Bacteriophage Ecology Group

Bacteriophage Ecology Group Bacteriophage Ecology Group



Phage-mediated movement of bacterial DNA between bacteria.

Typically transduction is differentiated into generalized versus specialized forms. These differ in their mechanisms of bacterial DNA acquisition. They additionally differ in terms of whether there is complete versus onl partial replacement of capsid-packaged phage DNA, respectively.

Moron acquisition and then movement between bacteria may be included among forms of transduction. In fact this form of DNA movement between bacteria can be viewed as a form of specialized transduction, though only with this latter term defined more generally than is often the case. That is, morons, as additional DNA that has become integrated into a phage genome, satisfies the criteria of only partial replacement of otherwise capsid-packaged phage DNA.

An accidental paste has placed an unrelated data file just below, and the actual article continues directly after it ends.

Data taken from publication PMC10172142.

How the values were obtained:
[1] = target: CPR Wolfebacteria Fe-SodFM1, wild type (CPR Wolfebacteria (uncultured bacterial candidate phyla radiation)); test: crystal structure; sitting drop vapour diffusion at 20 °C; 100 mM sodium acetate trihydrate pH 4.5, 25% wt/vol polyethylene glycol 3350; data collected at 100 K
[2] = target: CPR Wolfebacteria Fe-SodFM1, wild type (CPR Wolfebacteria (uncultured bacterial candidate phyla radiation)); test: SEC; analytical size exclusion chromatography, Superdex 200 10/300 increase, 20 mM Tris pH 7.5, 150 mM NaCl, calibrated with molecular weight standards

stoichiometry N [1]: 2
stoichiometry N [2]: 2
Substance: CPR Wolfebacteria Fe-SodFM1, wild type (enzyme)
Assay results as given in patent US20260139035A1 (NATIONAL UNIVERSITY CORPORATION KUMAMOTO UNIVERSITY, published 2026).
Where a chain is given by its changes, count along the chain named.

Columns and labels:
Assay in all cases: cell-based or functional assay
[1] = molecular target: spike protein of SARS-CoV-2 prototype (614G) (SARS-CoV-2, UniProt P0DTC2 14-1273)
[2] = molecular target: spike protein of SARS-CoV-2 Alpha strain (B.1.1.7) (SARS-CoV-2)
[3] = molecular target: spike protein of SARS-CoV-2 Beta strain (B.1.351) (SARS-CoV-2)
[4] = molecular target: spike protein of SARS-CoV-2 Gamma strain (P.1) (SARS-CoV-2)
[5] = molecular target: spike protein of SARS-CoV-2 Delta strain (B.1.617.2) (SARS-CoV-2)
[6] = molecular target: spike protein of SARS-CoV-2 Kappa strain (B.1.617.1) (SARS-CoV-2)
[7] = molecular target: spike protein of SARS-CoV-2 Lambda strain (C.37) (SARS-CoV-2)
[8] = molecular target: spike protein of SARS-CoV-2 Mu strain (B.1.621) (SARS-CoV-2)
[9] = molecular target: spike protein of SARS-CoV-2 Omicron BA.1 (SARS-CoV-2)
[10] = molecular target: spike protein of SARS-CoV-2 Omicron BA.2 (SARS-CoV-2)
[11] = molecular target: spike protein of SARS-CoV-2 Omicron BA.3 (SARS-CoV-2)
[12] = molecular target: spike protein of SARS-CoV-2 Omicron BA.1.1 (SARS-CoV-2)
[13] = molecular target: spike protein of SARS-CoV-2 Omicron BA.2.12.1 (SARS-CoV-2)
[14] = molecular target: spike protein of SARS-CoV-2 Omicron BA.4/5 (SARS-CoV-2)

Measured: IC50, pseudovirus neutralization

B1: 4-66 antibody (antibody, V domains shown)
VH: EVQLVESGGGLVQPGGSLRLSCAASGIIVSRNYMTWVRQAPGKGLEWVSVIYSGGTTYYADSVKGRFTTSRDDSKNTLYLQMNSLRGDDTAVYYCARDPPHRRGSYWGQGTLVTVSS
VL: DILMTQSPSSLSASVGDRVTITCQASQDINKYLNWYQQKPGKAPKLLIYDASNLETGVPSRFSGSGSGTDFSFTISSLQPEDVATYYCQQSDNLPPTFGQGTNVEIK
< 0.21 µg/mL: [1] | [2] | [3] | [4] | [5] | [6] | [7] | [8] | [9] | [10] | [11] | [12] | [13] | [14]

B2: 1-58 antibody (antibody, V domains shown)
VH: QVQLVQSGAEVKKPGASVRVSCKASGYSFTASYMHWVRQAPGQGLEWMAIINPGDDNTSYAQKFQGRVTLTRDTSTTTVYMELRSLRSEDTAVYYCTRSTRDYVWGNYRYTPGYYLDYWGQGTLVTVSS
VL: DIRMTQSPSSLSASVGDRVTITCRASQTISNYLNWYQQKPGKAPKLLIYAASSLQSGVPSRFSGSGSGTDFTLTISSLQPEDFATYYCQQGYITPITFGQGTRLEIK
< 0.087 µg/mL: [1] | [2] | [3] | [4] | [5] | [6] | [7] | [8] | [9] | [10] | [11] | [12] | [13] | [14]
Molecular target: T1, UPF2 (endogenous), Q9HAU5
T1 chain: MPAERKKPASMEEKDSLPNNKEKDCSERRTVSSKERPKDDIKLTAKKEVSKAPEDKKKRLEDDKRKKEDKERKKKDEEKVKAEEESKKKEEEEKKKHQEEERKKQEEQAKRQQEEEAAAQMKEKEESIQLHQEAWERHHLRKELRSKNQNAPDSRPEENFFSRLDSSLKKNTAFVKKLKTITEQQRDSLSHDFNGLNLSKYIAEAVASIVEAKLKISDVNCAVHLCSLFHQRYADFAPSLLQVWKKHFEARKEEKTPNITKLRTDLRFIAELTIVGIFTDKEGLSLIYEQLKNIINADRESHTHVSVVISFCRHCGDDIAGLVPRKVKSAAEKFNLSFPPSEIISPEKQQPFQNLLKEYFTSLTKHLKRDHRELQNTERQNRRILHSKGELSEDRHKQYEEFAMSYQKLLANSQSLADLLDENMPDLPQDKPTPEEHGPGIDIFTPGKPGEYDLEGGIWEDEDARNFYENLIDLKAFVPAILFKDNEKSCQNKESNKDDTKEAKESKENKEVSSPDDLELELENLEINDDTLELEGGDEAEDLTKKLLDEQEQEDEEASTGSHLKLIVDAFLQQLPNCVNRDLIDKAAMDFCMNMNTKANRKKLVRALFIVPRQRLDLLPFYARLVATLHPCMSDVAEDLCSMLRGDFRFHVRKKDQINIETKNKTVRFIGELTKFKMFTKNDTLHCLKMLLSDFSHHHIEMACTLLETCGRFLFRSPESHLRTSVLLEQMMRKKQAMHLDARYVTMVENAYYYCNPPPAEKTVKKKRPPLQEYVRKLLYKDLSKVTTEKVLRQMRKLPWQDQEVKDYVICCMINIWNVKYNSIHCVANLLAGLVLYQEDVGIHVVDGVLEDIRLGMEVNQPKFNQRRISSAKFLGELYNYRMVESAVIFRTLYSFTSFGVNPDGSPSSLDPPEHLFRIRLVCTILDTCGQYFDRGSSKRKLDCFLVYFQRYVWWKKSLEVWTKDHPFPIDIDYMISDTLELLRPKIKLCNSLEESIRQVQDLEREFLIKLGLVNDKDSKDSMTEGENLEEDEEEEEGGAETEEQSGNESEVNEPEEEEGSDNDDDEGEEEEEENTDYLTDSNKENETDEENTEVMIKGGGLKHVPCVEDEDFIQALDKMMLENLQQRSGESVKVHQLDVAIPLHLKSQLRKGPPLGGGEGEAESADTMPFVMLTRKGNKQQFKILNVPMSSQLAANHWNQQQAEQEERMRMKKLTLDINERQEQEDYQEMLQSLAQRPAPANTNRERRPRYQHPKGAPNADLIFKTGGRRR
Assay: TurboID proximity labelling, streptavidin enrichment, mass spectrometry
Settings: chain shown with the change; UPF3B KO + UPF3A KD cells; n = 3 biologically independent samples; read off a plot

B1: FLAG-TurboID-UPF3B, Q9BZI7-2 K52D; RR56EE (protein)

Not all phages are able to transduce bacterial DNA. Non-temperate phages, for example, do not display specialized transduction (or, at least, that associated with bacterial DNA acquisition during prophage excision).

Another example is seen with highly virulent, non-temperate phages, which tend to not display generalized transduction. In this case, this is due to a tendency by these phages to destroy the genome of their bacterial hosts, a.k.a., host-genome degradation, and to do so early in the course of infection (e.g., phage T4). As a consequence, significant quantities of intact bacterial DNA simply is no longer present within the cell to be inadvertently packed into phage virions once virion maturation has commenced.


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